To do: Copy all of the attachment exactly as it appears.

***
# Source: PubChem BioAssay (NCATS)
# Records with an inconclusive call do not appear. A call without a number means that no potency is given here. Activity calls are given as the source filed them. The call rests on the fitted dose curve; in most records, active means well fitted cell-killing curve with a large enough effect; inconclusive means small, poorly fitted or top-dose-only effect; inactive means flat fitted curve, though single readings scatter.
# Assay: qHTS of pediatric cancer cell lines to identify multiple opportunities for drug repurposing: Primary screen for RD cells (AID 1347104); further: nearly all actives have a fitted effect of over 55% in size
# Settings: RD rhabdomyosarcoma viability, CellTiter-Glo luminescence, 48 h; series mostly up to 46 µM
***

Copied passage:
# Source: PubChem BioAssay (NCATS)
# Records with an inconclusive call do not appear. A call without a number means that no potency is given here. Activity calls are given as the source filed them. The call rests on the fitted dose curve; in most records, active means well fitted cell-killing curve with a large enough effect; inconclusive means small, poorly fitted or top-dose-only effect; inactive means flat fitted curve, though single readings scatter.
# Assay: qHTS of pediatric cancer cell lines to identify multiple opportunities for drug repurposing: Primary screen for RD cells (AID 1347104); further: nearly all actives have a fitted effect of over 55% in size
# Settings: RD rhabdomyosarcoma viability, CellTiter-Glo luminescence, 48 h; series mostly up to 46 µM